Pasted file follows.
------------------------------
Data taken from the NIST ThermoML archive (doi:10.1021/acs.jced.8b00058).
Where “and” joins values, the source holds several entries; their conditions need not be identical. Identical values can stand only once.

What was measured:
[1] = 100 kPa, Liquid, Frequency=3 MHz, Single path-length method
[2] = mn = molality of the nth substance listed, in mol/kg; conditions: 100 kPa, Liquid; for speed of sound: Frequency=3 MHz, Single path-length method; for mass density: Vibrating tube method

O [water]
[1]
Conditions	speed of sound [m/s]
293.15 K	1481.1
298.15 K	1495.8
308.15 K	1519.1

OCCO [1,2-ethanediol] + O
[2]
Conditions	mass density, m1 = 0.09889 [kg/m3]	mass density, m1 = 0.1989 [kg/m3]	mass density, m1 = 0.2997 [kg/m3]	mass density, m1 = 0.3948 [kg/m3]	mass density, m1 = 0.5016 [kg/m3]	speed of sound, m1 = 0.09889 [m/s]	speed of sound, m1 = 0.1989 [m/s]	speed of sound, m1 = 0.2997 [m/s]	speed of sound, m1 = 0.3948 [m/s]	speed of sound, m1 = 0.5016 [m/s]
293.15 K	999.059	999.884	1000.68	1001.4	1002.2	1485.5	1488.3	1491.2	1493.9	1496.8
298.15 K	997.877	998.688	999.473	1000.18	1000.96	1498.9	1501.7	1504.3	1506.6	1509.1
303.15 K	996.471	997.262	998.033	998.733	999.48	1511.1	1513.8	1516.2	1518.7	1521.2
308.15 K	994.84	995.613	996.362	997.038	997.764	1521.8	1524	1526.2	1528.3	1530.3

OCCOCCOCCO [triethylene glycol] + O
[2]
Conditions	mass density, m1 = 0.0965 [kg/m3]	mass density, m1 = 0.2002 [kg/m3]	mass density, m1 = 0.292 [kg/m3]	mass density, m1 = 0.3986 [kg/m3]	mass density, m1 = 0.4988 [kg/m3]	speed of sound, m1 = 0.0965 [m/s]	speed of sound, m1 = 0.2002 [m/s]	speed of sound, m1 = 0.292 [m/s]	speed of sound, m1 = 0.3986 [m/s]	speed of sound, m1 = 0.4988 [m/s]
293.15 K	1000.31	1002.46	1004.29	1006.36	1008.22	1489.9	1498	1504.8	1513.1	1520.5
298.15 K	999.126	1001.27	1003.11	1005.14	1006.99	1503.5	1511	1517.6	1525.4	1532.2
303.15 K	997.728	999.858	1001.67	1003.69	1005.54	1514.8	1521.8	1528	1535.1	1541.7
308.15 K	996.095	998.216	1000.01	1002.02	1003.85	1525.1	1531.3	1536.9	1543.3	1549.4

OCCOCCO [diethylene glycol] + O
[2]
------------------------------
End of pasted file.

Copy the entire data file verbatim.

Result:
Data taken from the NIST ThermoML archive (doi:10.1021/acs.jced.8b00058).
Where “and” joins values, the source holds several entries; their conditions need not be identical. Identical values can stand only once.

What was measured:
[1] = 100 kPa, Liquid, Frequency=3 MHz, Single path-length method
[2] = mn = molality of the nth substance listed, in mol/kg; conditions: 100 kPa, Liquid; for speed of sound: Frequency=3 MHz, Single path-length method; for mass density: Vibrating tube method

O [water]
[1]
Conditions	speed of sound [m/s]
293.15 K	1481.1
298.15 K	1495.8
308.15 K	1519.1

OCCO [1,2-ethanediol] + O
[2]
Conditions	mass density, m1 = 0.09889 [kg/m3]	mass density, m1 = 0.1989 [kg/m3]	mass density, m1 = 0.2997 [kg/m3]	mass density, m1 = 0.3948 [kg/m3]	mass density, m1 = 0.5016 [kg/m3]	speed of sound, m1 = 0.09889 [m/s]	speed of sound, m1 = 0.1989 [m/s]	speed of sound, m1 = 0.2997 [m/s]	speed of sound, m1 = 0.3948 [m/s]	speed of sound, m1 = 0.5016 [m/s]
293.15 K	999.059	999.884	1000.68	1001.4	1002.2	1485.5	1488.3	1491.2	1493.9	1496.8
298.15 K	997.877	998.688	999.473	1000.18	1000.96	1498.9	1501.7	1504.3	1506.6	1509.1
303.15 K	996.471	997.262	998.033	998.733	999.48	1511.1	1513.8	1516.2	1518.7	1521.2
308.15 K	994.84	995.613	996.362	997.038	997.764	1521.8	1524	1526.2	1528.3	1530.3

OCCOCCOCCO [triethylene glycol] + O
[2]
Conditions	mass density, m1 = 0.0965 [kg/m3]	mass density, m1 = 0.2002 [kg/m3]	mass density, m1 = 0.292 [kg/m3]	mass density, m1 = 0.3986 [kg/m3]	mass density, m1 = 0.4988 [kg/m3]	speed of sound, m1 = 0.0965 [m/s]	speed of sound, m1 = 0.2002 [m/s]	speed of sound, m1 = 0.292 [m/s]	speed of sound, m1 = 0.3986 [m/s]	speed of sound, m1 = 0.4988 [m/s]
293.15 K	1000.31	1002.46	1004.29	1006.36	1008.22	1489.9	1498	1504.8	1513.1	1520.5
298.15 K	999.126	1001.27	1003.11	1005.14	1006.99	1503.5	1511	1517.6	1525.4	1532.2
303.15 K	997.728	999.858	1001.67	1003.69	1005.54	1514.8	1521.8	1528	1535.1	1541.7
308.15 K	996.095	998.216	1000.01	1002.02	1003.85	1525.1	1531.3	1536.9	1543.3	1549.4

OCCOCCO [diethylene glycol] + O
[2]